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CAN looking at new programs in Sun City

Help for housing, water bills

Posted 11/25/21

Sun City Community Assistance Network officials moved forward on one new program and continue to research another.

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Subscriber Exclusive

CAN looking at new programs in Sun City

Help for housing, water bills


Sun City Community Assistance Network officials moved forward on one new program and continue to research another.

The agency’s board approved a program to help low-income residents having trouble keeping up with water bills. The program is like CAN’s electricity and natural gas help programs, according to Hugh Duncan, CAN board president.

To be eligible for the program, low-income residents must be at least 65, have lived in Sun City for at least one year and have an income of $1,610 per month for a single person or $2,178 for a 2-person household. Successful applicants can have up to $150 paid on their overdue water bill.

“We have programs for APS and Southwest Gas, but we didn’t have one for water crisis,” Duncan said.

CAN board member Jim Graff said he talked with EPCOR Water Co. officials and they had no problem with a program to help residents pay water bills. Lynn Rode, CAN executive director, said no money would be given to qualified residents. Instead, they would bring in their water bills and CAN officials would send the checks to cover them directly to EPCOR.

The water company, the sole provider to Sun City and Youngtown, participates in a CAN program that provides rebates for water costs for qualified condo owners. APS and Southwest Gas provides discounts to condo owners, but because water is generally paid by the condo association, no water discounts are provided.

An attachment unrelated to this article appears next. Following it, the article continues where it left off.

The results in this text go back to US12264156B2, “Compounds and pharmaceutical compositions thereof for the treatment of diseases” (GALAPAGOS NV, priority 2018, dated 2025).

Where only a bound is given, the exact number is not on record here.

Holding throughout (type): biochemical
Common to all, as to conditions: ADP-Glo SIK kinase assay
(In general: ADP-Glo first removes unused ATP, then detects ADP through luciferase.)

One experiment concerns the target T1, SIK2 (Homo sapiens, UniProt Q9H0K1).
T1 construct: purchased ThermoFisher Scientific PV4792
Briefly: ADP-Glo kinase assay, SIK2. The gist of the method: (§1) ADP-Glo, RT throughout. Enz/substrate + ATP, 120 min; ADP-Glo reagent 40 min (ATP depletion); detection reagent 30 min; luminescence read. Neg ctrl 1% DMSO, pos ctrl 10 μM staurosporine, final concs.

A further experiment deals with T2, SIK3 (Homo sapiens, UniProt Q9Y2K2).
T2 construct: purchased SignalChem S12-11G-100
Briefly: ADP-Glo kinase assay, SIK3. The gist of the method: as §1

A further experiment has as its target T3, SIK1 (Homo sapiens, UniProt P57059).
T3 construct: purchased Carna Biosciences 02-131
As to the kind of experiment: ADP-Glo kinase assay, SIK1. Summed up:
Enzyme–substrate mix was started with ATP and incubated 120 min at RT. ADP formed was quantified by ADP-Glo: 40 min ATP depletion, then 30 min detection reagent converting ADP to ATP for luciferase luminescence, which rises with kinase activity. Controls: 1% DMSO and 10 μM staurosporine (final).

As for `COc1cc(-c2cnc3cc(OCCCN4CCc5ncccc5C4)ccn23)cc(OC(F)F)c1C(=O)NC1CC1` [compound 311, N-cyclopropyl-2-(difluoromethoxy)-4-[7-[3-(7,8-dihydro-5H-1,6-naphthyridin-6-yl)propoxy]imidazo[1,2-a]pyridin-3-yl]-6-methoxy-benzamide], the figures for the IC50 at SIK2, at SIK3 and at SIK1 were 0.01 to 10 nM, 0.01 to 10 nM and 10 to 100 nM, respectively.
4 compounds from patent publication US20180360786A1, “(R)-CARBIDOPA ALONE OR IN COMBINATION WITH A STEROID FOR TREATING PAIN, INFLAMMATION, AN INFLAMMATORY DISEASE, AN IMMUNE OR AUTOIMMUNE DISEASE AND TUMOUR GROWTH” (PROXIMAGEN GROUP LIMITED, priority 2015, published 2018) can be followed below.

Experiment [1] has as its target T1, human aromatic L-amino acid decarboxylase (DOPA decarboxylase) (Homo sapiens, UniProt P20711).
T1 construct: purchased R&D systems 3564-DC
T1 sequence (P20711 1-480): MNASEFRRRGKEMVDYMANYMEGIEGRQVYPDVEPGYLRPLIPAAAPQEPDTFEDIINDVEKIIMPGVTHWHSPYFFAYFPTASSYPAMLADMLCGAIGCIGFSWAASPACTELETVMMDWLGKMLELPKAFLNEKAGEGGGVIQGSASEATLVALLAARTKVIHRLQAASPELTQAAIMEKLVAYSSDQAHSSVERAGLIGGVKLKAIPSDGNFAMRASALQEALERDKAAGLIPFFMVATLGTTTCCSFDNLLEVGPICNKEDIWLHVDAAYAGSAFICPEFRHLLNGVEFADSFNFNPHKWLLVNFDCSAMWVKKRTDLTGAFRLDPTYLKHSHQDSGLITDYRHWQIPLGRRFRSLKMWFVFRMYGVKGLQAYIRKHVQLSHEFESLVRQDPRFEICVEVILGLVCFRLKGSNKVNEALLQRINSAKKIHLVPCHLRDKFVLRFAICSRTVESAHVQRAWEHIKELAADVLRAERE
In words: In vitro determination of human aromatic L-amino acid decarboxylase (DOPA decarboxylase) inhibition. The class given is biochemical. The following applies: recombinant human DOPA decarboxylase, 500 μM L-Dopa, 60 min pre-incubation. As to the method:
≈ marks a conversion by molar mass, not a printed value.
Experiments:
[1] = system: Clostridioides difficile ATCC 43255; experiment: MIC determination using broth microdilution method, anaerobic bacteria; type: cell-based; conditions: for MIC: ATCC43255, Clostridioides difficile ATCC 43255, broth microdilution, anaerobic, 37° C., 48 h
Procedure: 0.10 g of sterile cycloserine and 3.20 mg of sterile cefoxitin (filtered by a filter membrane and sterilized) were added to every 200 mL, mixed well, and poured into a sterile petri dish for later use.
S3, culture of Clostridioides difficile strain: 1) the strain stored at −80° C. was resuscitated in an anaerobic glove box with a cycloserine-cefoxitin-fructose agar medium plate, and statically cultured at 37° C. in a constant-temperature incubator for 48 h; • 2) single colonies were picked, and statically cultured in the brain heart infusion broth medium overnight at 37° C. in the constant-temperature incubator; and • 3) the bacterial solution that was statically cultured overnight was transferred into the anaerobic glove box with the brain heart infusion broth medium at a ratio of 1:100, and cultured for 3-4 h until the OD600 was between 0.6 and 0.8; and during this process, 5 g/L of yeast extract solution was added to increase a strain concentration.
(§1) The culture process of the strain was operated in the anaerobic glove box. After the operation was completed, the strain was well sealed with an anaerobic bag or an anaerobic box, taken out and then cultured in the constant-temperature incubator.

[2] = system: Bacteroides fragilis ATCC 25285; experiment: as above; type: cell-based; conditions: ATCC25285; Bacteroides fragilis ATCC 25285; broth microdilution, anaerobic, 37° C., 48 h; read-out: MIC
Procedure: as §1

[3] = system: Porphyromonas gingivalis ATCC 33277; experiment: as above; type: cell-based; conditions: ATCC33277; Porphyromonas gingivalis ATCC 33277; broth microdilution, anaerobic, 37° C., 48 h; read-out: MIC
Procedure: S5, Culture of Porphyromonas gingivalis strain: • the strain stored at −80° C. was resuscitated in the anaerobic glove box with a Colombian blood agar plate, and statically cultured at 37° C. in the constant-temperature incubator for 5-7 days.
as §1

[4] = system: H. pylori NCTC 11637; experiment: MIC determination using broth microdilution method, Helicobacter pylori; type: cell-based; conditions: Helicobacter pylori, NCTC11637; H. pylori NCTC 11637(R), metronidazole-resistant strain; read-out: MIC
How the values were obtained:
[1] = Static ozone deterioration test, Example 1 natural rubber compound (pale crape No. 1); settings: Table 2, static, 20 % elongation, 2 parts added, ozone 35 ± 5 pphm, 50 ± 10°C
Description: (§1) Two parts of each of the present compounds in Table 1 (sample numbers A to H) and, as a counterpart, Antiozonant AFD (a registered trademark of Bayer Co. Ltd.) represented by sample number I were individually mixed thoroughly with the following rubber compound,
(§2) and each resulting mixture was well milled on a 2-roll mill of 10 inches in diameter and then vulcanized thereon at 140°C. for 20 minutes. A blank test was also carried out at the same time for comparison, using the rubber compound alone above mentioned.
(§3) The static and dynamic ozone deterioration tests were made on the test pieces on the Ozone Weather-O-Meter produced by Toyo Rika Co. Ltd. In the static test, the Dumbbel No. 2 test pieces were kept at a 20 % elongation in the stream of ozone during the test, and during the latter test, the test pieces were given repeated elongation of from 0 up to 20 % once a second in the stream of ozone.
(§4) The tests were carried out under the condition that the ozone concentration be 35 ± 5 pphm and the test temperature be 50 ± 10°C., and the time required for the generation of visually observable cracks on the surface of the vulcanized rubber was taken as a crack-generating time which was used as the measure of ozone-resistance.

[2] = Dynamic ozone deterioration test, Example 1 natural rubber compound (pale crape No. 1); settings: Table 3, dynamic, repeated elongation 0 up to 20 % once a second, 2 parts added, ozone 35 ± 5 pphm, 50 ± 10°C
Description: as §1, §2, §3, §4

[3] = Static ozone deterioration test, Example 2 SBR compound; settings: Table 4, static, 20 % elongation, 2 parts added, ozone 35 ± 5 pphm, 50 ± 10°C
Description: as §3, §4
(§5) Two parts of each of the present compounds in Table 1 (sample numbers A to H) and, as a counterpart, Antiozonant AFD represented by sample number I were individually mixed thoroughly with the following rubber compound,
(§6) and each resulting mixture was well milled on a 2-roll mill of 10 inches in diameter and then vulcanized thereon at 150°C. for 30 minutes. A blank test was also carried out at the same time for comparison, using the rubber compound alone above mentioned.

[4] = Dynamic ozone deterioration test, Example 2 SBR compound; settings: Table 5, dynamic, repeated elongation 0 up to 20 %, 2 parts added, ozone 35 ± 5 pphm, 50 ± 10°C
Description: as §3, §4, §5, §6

“That didn’t seem fair, so we talked to the Arizona Corporation Commission to allow us to offer this program for condo owners,” Duncan said.

A documented crisis is defined as a loss of income, unexpected repairs, medical expenses or other unexpected problems, according to Duncan.

The board also agreed to continue efforts to secure a partner for a housing assistance program. CAN officials approved a memorandum of understanding with a major partner for the program, but the agreement had yet to be considered by the potential partner at press time. The program won’t be active until the potential partner signs the agreement.

CAN board member Peter Lee said he was concerned the new programs would compete with similar programs through Maricopa County. However, Rode said CAN officials refer people to the county regularly for assistance.

“Sometimes it’s months before they get help,” she said. “We don’t believe we are in competition with the county, we are just trying to help our people here in Sun City.”

CAN will begin its annual fundraising campaign with letters being sent to past donors beginning Monday, Nov. 1, according to Duncan. The campaign helps to keep the agency’s finances balanced as it comes at the end of the calendar year.

“We are in a deficit right now, but most of our income comes from this campaign so this is normal,” he said.

He added donations from clubs, churches and other organizations were down about 50% this year because of COVID-19’s continuance.

Lee reminded residents that under new Internal Revenue Service rules this year if they take money from their IRAs, those funds can go to a charitable organization and not be taxed. However, if that is done the donation cannot be applied as a state tax credit.


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